By Richard Webner | San Antonio Current contributor
This article is republished with permission from the San Antonio Current, which first ran the piece on Nov. 30, 2022.
More than 60,000 families are waiting to get an affordable housing unit from Opportunity Home San Antonio, the local housing authority. Lisa Vogt and her three children are among them.
Like many on the list, Vogt can tell a story about how the circumstances of her life, coupled with San Antonio’s severe housing shortage, have driven her to desperation.
She put her name on the authority’s waiting list four years ago as part of an effort to build a new life after she’d finished a 38-month prison sentence on charges of aiding in the distribution of heroin. Her boyfriend had been dealing from the apartment they shared, she said.
“I made a mistake when I was younger,” she said. “I paid my consequences and learned from it. And I never repeated that mistake.”
As a single mother, she had a hard time finding an affordable home even if most landlords didn’t turn her away because of her conviction. When her mother moved to Georgia last year, she could only secure a place—an old house in Southeast San Antonio—by paying the entire year’s rent up front: nearly $21,000. She used money from the sale of her late grandmother’s home.
Vogt liked the rental house, but it had just been remodeled in what she described as a “rush job.” The electricity would periodically cut out, and she had to lay extension cords through the hallways to keep the lights on, she said. For three months, there was no hot water.
In September, her landlords served her with an eviction notice. She believes it resulted from unpaid CPS Energy bills, which led the utility to cut her power. She tried to put the account in her name, but she couldn’t because the house didn’t pass its code inspection after the remodel, she said.
Since then, Vogt and her three kids have been living with her cousin—and her three kids—in a three-bedroom house on the North Side.
“With seven kids and two adults, it’s pretty squeezed,” she said. “She said I could stay with her as long as I needed, but you don’t want to overstay your welcome. I’m always telling her I need to find something. I need to find a place.”
Over the past decade, and especially the past five years, the City of San Antonio and other local entities—including Opportunity Home, until August known as the San Antonio Housing Authority—have focused on producing housing to fit the budgets of people like Vogt, whose incomes are below the local median wage.
Those local entities have revamped policies or created new ones, hired staff and taken on hundreds of millions of dollars in debt to create the thousands of affordable housing units San Antonio sorely needs. As of 2019, some 170,000 Bexar County households spent more than 30% of their incomes on housing, according to a city housing report. That percentage is the threshold at which experts consider housing to be unaffordable.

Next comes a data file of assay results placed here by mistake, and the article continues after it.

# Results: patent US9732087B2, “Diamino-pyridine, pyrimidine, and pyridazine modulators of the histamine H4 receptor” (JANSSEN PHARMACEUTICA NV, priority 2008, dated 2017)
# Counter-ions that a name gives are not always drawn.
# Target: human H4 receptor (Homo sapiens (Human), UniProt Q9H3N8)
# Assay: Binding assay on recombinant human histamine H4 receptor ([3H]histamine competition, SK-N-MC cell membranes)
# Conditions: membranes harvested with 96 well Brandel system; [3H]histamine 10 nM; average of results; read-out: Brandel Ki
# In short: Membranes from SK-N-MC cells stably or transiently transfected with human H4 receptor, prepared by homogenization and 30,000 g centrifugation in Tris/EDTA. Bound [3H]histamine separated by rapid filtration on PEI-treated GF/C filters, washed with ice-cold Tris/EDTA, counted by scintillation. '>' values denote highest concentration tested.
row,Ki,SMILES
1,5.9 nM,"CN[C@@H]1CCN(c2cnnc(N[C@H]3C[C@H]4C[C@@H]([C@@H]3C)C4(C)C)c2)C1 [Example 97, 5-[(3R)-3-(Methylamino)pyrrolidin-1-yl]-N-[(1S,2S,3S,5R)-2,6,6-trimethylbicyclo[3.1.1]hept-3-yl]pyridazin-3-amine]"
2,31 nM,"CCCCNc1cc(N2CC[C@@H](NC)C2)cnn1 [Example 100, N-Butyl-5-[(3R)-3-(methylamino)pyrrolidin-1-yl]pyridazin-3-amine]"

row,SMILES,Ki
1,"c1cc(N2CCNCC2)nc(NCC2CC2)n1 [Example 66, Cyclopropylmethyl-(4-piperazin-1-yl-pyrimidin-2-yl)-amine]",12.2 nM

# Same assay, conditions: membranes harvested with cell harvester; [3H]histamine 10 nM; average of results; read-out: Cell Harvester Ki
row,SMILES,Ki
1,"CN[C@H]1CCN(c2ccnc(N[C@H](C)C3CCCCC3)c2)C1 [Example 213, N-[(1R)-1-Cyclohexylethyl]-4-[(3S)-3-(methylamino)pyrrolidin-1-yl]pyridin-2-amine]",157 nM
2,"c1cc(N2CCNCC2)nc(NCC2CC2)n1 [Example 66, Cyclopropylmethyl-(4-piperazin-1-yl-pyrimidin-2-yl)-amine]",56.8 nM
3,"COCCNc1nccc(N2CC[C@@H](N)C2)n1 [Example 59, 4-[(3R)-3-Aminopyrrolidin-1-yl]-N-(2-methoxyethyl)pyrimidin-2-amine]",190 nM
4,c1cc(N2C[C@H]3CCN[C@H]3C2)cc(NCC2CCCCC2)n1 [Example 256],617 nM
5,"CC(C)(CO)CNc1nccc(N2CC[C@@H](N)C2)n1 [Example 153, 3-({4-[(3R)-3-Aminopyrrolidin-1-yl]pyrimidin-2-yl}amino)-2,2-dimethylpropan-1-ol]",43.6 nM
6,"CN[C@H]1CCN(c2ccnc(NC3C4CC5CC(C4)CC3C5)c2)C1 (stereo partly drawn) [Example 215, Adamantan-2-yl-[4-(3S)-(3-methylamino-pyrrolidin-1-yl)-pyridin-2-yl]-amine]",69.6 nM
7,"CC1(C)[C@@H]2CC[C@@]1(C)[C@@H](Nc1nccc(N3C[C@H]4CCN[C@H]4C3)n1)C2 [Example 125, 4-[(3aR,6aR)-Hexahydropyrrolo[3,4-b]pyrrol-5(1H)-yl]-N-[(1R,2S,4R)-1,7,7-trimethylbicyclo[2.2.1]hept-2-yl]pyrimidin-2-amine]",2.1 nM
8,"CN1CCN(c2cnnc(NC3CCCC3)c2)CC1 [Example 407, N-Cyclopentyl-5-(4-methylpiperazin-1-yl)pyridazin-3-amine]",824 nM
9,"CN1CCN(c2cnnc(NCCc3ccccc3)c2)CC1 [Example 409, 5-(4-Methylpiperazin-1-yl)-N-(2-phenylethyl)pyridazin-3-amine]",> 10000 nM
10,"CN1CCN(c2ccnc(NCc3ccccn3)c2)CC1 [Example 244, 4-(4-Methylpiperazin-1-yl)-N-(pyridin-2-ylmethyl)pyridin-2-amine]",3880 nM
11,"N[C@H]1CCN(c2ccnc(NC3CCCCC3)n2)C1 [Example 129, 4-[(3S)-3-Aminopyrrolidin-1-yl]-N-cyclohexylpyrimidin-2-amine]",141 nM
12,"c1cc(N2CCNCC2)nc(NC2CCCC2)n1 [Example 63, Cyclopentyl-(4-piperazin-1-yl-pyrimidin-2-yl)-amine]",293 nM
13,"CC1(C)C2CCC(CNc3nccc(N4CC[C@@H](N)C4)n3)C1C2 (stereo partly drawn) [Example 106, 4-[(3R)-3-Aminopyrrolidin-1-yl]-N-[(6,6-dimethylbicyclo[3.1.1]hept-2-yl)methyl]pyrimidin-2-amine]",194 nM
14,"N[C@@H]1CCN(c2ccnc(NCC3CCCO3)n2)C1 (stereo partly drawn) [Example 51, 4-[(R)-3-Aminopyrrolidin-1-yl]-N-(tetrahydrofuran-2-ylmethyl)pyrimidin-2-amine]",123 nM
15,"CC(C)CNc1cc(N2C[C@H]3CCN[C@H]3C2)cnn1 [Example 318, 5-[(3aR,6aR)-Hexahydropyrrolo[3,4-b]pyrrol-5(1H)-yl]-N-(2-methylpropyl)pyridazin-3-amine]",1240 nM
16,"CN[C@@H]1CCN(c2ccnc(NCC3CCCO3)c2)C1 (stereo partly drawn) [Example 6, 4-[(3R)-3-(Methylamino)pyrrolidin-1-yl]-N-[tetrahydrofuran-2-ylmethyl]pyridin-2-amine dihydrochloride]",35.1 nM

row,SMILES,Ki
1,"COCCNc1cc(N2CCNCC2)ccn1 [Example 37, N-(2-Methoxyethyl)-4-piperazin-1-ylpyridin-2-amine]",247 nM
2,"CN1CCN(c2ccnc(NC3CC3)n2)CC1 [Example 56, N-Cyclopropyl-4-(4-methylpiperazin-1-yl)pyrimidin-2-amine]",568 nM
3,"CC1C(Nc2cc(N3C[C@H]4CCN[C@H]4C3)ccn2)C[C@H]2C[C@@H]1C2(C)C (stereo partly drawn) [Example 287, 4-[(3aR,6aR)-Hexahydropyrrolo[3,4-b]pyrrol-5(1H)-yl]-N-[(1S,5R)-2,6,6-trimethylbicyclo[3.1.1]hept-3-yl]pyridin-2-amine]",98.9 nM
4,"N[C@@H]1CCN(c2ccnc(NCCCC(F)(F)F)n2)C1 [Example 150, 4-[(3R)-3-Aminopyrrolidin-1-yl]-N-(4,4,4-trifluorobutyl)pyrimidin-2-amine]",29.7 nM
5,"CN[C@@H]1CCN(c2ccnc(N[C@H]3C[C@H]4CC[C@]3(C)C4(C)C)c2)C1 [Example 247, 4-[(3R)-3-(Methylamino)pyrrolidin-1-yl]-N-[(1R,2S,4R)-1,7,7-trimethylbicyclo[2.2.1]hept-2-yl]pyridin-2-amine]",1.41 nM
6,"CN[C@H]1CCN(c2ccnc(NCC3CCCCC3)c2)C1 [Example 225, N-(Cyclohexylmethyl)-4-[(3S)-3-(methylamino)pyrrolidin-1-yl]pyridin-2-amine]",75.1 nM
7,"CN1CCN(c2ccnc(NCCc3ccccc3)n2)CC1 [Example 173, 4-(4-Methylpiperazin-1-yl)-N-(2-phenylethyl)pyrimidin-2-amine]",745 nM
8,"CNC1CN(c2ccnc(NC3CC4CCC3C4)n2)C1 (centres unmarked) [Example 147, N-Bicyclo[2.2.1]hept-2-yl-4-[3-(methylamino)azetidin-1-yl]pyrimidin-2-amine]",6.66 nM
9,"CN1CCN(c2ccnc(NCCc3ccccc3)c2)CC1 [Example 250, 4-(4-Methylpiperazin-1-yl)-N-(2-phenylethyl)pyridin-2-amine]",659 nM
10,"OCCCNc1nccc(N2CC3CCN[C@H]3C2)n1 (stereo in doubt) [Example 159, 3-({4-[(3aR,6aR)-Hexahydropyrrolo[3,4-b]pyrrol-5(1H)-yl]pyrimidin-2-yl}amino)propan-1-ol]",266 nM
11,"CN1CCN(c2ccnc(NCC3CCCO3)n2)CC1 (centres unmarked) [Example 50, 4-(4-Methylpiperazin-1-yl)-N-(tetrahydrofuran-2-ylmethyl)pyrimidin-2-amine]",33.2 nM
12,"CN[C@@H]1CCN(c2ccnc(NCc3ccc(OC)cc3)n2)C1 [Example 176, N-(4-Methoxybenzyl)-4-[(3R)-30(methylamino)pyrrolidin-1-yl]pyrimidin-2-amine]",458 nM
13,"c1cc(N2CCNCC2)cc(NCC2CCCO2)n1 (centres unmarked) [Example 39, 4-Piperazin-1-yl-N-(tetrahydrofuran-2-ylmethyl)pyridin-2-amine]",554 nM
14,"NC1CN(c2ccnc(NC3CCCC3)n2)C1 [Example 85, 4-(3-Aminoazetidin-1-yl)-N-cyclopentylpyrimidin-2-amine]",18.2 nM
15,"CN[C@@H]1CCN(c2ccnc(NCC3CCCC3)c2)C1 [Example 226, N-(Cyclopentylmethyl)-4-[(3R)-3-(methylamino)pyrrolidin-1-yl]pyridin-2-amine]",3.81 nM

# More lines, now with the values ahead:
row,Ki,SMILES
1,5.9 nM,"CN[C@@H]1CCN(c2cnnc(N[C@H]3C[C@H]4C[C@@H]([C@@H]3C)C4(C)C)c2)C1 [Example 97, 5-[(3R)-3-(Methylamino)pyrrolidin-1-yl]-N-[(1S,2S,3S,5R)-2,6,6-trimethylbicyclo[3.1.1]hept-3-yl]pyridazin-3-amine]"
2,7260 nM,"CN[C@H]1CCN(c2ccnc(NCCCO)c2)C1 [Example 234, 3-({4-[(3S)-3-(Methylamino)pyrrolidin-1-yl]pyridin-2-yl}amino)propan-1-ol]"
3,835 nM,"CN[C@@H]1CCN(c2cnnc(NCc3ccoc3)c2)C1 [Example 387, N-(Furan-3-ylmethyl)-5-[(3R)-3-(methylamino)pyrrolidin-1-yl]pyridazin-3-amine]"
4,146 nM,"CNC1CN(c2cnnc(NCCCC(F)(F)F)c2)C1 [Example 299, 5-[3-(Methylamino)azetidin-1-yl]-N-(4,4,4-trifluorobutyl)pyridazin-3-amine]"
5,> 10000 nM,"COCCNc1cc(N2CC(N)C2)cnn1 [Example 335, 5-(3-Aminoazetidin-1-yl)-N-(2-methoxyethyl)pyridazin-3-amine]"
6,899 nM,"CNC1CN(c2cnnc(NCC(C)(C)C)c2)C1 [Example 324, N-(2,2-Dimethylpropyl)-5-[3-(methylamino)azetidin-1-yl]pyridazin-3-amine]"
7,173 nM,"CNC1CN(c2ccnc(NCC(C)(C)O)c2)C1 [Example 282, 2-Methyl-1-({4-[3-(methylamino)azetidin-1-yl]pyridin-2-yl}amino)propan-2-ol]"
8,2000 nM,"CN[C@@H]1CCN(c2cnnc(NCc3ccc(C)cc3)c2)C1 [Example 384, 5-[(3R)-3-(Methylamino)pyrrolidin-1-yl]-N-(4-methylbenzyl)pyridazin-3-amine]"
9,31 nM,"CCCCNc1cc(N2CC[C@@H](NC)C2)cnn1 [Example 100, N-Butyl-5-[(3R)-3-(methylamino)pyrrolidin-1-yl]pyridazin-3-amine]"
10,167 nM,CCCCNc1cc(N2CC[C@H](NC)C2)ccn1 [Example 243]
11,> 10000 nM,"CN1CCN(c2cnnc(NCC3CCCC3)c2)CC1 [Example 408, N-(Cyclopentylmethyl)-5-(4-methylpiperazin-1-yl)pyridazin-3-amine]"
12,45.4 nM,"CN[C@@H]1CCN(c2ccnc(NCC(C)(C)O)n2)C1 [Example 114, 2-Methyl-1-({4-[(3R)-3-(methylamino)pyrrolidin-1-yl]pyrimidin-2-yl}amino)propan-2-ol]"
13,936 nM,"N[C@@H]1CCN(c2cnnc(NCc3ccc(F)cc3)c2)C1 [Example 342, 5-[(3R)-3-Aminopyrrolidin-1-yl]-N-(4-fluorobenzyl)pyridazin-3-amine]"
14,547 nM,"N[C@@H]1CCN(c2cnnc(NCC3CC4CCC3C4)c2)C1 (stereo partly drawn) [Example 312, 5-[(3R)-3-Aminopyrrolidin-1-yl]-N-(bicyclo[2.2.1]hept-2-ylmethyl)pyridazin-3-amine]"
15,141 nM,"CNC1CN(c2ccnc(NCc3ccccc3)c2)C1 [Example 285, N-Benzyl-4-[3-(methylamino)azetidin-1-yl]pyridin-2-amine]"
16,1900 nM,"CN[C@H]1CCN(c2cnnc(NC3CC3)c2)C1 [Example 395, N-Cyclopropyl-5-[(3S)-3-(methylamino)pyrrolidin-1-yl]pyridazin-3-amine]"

Yet with construction costs and interest rates soaring, developers are struggling to make the numbers work for their affordable housing projects. Those challenges come even as developers enjoy access to a wider range of local tools and deeper wells of local funding than ever before.
Two of the San Antonio Housing Trust’s key projects recently fell through due to the current price spikes, said Pete Alanis, executive director of the city-created nonprofit.
One of those proposed developments, Patriot’s Pointe on the far South Side, would have included 48 units for residents making less than 30% of the area median income (AMI) —about $25,050 annually. Housing units targeting that price point are rare and valuable, falling within the budgets of low-income workers such as maids, cooks and many employed in the city’s large hospitality sector.
“That’s what we’re facing right now: an increase in construction costs, due to inflation, and an increase in interest rates,” Alanis said. “That’s your double whammy. That’s why you see deals exploding. They’re just busting at the seams.”
Those difficulties come as the city falls behind on a goal it set in 2018 to spur production of 6,344 units over the next decade for residents making 31%-50% of the area median income, or between $25,885 and $41,750 yearly. Those goals arose after Mayor Ron Nirenberg was elected to his first term on promises to make housing more affordable.
As of last year, San Antonio was only 22% of the way toward reaching that goal. Only 1,411 units are either built, under construction or in the pipeline, according to city records. The city fell short on that target even though it surpassed 10-year goals on housing for other income levels.
The economic headwinds haven’t sunk any projects for NRP Group, a Cleveland-based developer with a strong presence in San Antonio. Even so, they have slowed the pace at which NRP can take on new ones, said Debra Guerrero, its senior vice president of strategic partnerships and government relations.